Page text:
AUSTIN (KXAN) — An Austin family said after months of planning and saving, they had to cancel their Bahamas trip because of a positive COVID-19 test which later turned out to be a false positive.
Michael Perez and Lima Morales said they got PCR tested for COVID-19 at the Austin Regional Clinic in Round Rock to ensure their family was not carrying the virus asymptomatically before getting on a plane. At the time, the Bahamas also required a negative test within 72 hours to enter the country. That rule has since been lifted.
Perez and the couple’s two young daughters both had negative results, but Morales’ test came back positive. Morales said she called the clinic to ask if she should get retested and a nurse told her PCR tests are the most accurate, and that she had COVID-19.
“I was devastated,” Morales said. “I was just kept thinking about my little girls. I’m like, ‘oh, no, they were so excited.'”
A couple of days later, after the family canceled their first trip out of the country since the pandemic started, the clinic called back and said the test result was inaccurate and that Morales was actually negative, the family told KXAN.
An Austin Regional Clinic spokesperson told KXAN they “discovered an issue with a small number of COVID-19 test samples” at their Round Rock lab in May. The spokesperson said only one person received a false positive on their COVID-19 test.
“We discovered the issue in time to notify the few impacted patients and invite them to return to the clinic within 24 hours to re-collect their samples and provide accurate test results,” the spokesperson said.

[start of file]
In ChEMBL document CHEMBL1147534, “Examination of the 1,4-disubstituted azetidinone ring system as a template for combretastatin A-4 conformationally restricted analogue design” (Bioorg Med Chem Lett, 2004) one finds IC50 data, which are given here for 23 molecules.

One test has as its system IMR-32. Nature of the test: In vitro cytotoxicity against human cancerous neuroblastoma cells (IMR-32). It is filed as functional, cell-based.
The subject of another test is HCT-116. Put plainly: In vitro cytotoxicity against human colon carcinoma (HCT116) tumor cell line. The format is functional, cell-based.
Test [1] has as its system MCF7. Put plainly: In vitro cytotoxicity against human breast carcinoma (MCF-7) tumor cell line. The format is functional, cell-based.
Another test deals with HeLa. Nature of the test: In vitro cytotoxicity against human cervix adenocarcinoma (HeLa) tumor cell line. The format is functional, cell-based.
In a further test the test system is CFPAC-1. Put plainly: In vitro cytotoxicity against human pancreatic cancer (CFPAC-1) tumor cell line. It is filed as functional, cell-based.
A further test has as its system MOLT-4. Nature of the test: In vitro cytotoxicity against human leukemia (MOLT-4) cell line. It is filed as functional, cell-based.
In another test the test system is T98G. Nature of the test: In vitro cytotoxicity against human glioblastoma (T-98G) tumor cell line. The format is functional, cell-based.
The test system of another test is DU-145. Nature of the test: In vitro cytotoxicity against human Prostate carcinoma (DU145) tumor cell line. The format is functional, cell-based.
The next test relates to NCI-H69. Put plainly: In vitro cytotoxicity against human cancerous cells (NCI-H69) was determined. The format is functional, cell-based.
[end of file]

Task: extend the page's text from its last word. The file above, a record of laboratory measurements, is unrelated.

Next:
ARC said it “heightened” its quality controls to limit the amount of false positive results.
“As a result of that experience, we heightened our quality controls in all of our labs beyond what is required in COVID testing to minimize the occurrence of false positives. If we receive a borderline positive result, we retest it. If the second test shows the same result, we ask the patient to come back and get retested at no extra charge,” the spokesperson said.
KXAN was provided medical records from the family which show the test result was “corrected” from positive to negative. The records show the false positive test was due to a “lab error” but does not elaborate.
The family said they followed up with the clinic and asked to be reimbursed for the trip and after back and forth for several months, the family said they’re not expecting to get any money back. To rebook the trip now, it’s going to cost roughly $6,000 more, they said. They reached out to KXAN now to warn others about the possibility of getting a false positive test.
“We were ready to take our girls, for the first time, to the beach and we wanted to make it a magical experience and to find out that we got robbed of that was really upsetting,” Perez said.
“Mistakes can be made. In our case, they were made.”
A spokesperson for Austin Public Health said it’s “rare that a false positive PCR is reported to us” and pointed to the CDC’s information on what factors can impact a test. Health leaders, like the ones at UC Health, also say false positive PCR tests are very rare.